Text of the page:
The committee finds that in one department of the Supply Corps, Mr. Hickman had only four men to do work done by nine men on a similar vessel. Having no pay clerk, Mr. Hickman was obliged to do pay-office work himself, and supervise commissary department and general storekeeping.
The commanding officer of that vessel expressed the opinion at once that Mr. Hickman had not had enough experience to handle the difficult job in the supply department of his ship. It is not irrelevant to note that the commanding officer had never before commanded a ship on which a supply officer was carried and it is therefore possible that he was not familiar with the problems of a supply officer; also before going to that command the commanding officer had been under treatment for about five months for neurasthenia.
Being ordered to act as counsel for the pay clerk at the court of inquiry that convened, Mr. Hickman had the delicate job, as a young paymaster just entering the service, of cross-examining his commanding officer on the witness stand.
The depositions taken by the board that retired Mr. Hickman show that his duties were most arduous and that "he grasped the work more quickly than the average new supply officer just entering the Navy." He had five ships to account for to the Treasury and the Navy Departments, and, although he was not assisted by a Pay Clerk, Mr. Hickman's accounts required no reconciliation during his first quarter period at sea. This is most unusual.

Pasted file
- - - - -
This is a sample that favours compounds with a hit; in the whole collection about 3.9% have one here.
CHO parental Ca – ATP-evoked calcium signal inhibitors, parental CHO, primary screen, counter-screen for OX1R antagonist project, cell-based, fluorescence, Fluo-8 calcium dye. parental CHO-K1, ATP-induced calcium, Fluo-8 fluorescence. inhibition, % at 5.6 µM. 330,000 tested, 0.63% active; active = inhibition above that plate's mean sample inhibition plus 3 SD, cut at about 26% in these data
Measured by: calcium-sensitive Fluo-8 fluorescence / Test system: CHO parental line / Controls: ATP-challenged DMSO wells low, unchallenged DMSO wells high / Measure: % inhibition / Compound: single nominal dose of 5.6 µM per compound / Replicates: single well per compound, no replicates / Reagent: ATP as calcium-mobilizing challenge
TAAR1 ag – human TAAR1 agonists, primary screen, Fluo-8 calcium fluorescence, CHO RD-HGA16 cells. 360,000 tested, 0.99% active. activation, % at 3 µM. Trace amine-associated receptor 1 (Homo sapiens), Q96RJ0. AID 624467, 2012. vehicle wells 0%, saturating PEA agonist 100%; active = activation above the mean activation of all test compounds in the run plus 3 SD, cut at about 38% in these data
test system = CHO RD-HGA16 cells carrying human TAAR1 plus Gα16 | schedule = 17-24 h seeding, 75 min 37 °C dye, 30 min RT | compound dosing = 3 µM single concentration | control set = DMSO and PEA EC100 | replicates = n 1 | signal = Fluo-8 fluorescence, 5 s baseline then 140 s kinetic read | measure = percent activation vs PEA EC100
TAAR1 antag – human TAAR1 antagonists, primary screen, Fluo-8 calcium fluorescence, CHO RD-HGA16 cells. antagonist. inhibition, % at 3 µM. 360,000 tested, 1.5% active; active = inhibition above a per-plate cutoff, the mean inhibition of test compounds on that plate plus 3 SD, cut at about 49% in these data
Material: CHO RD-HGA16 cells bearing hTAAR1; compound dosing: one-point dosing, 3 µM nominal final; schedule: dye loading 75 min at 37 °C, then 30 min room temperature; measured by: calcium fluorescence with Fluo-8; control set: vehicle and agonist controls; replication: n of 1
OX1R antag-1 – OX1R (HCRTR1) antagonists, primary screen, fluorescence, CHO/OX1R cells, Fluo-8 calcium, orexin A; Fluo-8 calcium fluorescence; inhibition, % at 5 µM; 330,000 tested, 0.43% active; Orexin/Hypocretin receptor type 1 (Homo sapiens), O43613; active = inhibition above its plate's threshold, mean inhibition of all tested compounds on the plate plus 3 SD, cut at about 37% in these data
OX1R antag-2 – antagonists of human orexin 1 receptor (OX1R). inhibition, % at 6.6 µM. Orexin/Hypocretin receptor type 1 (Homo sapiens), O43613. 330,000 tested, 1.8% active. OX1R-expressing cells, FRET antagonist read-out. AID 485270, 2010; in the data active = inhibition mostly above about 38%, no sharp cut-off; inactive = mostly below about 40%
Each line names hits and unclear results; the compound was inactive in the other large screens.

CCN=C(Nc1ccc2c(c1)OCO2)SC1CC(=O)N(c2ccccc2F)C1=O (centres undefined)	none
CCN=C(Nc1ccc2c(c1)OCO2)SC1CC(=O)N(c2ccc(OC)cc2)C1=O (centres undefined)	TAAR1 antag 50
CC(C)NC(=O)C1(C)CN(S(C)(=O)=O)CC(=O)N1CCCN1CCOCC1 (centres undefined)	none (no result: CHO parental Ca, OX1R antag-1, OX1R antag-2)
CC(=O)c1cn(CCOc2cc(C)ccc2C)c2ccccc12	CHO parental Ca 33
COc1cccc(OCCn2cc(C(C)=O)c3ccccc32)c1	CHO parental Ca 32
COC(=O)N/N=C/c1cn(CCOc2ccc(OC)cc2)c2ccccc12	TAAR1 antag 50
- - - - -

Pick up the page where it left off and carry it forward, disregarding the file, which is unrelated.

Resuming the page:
His quarterly fitness reports were high, and his commanding officer qualified him as “calm, even tempered, forceful, active, extremely bold, and fairly painstaking." His experience on the Panama Canal, rising to a responsible position as general foreman, had, perhaps, given him a confidence which was hardly expected in a paymaster with the rank of ensign. The record shows that he was overzealous in the performance of his duty. The deposition of a rear admiral commanding a navy yard states, “Hickman's initiative and discretion in overcoming obstacles impressed me favorably; he was notably even tempered."
The commanding officer of the Tallahassee persisted in his opinion that Paymaster Hickman was not experienced enough to fill the position of supply officer and instructed the paymaster to request detachment. This Mr. Hickman was reluctant to do. He hoped to complete the work of reorganizing the supply department. Shortly after the request for detachment, an aide to Pay master General McGowan called on Mr. Hickman on board the ship, then in the navy yard. This was ostensibly a personal call, but later it was learned that Admiral McGowan had sent his aide to learn the situation. Mr. Hickman was not detached, although his commanding officer again ordered him to request detachment about a month later. Mr. Hickman was persistent in his requests to his commanding officer for adequate personnel, and for enforcement of regulations which only the commanding officer could effect.